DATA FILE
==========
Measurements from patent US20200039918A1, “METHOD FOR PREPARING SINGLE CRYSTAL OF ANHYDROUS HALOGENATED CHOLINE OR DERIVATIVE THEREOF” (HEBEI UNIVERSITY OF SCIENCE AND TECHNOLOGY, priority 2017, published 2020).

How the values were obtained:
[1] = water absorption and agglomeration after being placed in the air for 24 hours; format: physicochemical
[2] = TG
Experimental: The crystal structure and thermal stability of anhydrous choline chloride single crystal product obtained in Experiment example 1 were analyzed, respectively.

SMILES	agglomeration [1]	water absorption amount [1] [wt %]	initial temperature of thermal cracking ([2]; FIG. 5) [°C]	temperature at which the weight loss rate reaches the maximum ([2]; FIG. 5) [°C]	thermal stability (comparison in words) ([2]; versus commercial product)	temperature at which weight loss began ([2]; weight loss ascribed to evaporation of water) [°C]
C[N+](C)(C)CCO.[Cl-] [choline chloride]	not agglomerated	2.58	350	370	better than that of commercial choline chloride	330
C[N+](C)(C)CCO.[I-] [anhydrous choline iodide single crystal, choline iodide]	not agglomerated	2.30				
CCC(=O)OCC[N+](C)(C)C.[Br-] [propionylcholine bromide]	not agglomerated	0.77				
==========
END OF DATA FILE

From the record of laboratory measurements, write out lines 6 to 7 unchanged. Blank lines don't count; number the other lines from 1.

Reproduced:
SMILES	agglomeration [1]	water absorption amount [1] [wt %]	initial temperature of thermal cracking ([2]; FIG. 5) [°C]	temperature at which the weight loss rate reaches the maximum ([2]; FIG. 5) [°C]	thermal stability (comparison in words) ([2]; versus commercial product)	temperature at which weight loss began ([2]; weight loss ascribed to evaporation of water) [°C]
C[N+](C)(C)CCO.[Cl-] [choline chloride]	not agglomerated	2.58	350	370	better than that of commercial choline chloride	330